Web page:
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AI is not as remarkable as it sounds

Paul Rubens | March 17, 2016
Artificial intelligence may be coming to your IT department sooner than you think, but not the way you might imagine.

Artificial intelligence (AI) may conjure up far-fetched ideas of robot assistants, or perhaps an all-seeing presence like HAL 9000, the sentient machine in the movie 2001. But the likelier truth is that AI will come in the form of software running in your data center.

And it will be coming very soon: Research firm Gartner predicts that "smart machines" will have a widespread impact on business within the next four years.

In general terms it's likely that AI will be able to help IT departments do their job - and help businesses be more productive – by ensuring that "processes get applied, stuff is accurate, errors are eliminated, and compliance is met," according to Dr Stuart Anderson, a research fellow at the Future of Humanity Institute at the University of Oxford.

It will also be quite unremarkable, according to some. "We see AI as another piece of software, like an ERP system," says Marc Carrel-Billiard, managing director of Global Technology Research & Development at Accenture Technology. "It will be another tool in the CIO’s toolbox, and it will need to be integrated in to the IT landscape and connected to legacy environments," he says.

But increasingly AI will be bundled as a feature into existing systems and products, he adds. "ERP vendors are already starting to put AI into what they do, and we will see more solutions with AI baked in," Carrel-Billiard says.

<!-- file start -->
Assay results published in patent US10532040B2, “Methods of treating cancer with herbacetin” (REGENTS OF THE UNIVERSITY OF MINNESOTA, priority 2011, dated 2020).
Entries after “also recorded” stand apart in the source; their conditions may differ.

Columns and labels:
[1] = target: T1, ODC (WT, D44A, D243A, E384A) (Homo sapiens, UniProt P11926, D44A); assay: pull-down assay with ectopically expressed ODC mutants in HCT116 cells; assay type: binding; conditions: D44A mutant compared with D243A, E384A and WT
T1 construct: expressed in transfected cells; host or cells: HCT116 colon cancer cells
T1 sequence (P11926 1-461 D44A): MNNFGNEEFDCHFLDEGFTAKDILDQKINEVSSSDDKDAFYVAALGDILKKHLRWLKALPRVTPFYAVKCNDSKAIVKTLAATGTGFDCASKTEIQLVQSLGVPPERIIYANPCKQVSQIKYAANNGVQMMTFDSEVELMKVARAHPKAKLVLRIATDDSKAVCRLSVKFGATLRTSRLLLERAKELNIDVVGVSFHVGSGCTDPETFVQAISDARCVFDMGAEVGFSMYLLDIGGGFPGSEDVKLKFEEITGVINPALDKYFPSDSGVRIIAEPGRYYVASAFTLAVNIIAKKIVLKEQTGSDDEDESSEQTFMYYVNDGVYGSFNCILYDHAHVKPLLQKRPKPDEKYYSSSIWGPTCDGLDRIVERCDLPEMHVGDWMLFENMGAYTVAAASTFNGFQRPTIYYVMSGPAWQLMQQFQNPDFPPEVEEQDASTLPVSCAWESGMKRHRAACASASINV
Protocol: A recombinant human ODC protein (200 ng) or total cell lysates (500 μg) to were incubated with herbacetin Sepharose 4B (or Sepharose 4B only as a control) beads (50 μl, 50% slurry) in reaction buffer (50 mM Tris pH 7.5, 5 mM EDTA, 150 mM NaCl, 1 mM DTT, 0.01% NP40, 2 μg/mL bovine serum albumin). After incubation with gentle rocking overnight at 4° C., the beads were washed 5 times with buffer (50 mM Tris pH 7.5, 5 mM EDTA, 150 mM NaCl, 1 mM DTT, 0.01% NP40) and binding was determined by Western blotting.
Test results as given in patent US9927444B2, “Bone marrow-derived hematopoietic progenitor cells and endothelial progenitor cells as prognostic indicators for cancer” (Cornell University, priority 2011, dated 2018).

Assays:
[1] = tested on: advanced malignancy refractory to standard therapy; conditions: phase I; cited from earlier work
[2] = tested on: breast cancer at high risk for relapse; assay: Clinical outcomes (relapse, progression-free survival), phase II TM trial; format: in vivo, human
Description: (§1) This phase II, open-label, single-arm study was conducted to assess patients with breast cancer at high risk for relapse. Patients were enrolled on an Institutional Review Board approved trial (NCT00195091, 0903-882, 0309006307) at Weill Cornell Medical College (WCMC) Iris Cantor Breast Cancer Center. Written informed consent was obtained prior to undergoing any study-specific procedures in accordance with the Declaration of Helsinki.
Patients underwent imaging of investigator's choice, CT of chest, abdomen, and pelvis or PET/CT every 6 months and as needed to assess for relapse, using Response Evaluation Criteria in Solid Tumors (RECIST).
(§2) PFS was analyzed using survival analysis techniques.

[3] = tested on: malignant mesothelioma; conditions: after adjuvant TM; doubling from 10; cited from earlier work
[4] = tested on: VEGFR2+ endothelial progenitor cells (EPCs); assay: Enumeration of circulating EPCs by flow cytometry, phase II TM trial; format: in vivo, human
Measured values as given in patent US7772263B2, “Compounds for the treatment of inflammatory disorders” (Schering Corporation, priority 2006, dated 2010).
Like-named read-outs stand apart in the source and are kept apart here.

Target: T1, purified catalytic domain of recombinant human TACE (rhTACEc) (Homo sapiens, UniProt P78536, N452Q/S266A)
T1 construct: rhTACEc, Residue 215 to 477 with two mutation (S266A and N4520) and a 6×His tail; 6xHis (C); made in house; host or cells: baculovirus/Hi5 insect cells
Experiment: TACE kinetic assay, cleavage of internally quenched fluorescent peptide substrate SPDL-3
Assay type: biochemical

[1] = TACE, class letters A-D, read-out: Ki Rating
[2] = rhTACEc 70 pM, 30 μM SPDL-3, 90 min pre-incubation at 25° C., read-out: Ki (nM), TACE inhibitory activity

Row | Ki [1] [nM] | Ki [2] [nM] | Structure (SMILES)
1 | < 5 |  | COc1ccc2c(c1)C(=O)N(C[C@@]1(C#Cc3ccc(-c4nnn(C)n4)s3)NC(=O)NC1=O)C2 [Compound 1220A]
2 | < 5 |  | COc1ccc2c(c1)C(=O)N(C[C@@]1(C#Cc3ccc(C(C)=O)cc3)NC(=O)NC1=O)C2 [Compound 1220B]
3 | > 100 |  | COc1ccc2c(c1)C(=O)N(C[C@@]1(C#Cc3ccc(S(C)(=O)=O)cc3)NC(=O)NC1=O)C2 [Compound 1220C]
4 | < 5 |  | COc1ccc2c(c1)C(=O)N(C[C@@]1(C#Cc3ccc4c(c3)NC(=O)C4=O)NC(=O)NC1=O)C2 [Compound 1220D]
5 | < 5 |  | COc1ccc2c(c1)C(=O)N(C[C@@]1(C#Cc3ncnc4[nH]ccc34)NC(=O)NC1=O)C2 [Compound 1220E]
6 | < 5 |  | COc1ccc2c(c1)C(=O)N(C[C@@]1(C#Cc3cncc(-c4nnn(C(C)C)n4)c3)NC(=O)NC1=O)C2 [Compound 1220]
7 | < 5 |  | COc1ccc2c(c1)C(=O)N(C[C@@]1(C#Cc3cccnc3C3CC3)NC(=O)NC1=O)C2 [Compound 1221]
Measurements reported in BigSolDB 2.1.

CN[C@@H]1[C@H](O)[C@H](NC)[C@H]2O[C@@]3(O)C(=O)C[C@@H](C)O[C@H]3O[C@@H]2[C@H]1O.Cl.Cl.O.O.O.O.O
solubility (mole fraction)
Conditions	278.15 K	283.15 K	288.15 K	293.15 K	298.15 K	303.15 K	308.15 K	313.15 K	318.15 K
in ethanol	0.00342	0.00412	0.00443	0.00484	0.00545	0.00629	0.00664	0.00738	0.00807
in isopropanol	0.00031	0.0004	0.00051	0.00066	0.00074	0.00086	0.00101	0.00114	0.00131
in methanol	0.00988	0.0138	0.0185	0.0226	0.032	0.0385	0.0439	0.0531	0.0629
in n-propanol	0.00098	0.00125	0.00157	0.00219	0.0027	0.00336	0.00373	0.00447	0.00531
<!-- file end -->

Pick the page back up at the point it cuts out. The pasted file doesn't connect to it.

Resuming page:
In fact, professional services firm Deloitte Global predicts that by the end of this year, more than 80 percent of the largest enterprise software companies will have integrated AI functionality into their products, and by 2020 it expects 95 percent of the top 100 enterprise software companies to have done so.

Demystifying the AI hype

To understand why, it's important to be clear about what AI can and cannot do. Scientists have so far made little progress in developing machines that can reason, but over the last 20 years huge advances have been made in the AI fields of pattern recognition and machine learning.

These allow computers to spot patterns in data, as well as images, text and spoken words, says Nova Spivack, a venture capitalist and CEO of big data company Bottlenose.  "That means that systems will be able to sense and interpret the world – detecting weak signals early in large amounts of data," he says.

For example, Deloitte cites a company that has enhanced it systems logging tool with machine learning capabilities which groups related server events together to make it easier for an IT manager to identify developing problems or unusual computing trends that should be addressed on a real-time basis.

But the use of AI will go well beyond IT departments to others such as HR that support the main business, Deloitte says. For example, AI will help HR departments forecast which applicants for call center jobs are likely to stay in the post the longest, or which applicants to other posts may have the best cultural fit and perform the best. 


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